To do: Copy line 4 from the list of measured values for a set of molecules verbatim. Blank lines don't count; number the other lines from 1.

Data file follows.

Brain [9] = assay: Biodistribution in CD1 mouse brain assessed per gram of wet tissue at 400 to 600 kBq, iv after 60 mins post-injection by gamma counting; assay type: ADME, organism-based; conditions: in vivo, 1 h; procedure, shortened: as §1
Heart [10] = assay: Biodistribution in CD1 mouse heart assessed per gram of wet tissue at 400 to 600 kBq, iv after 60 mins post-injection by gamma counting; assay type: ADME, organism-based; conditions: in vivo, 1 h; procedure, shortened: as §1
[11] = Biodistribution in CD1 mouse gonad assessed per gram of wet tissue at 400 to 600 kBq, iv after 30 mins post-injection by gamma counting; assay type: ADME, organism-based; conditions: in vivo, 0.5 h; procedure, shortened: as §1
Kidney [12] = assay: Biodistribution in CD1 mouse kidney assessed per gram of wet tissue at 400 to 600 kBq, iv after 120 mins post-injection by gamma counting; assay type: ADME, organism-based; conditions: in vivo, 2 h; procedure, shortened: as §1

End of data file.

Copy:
Kidney [12] = assay: Biodistribution in CD1 mouse kidney assessed per gram of wet tissue at 400 to 600 kBq, iv after 120 mins post-injection by gamma counting; assay type: ADME, organism-based; conditions: in vivo, 2 h; procedure, shortened: as §1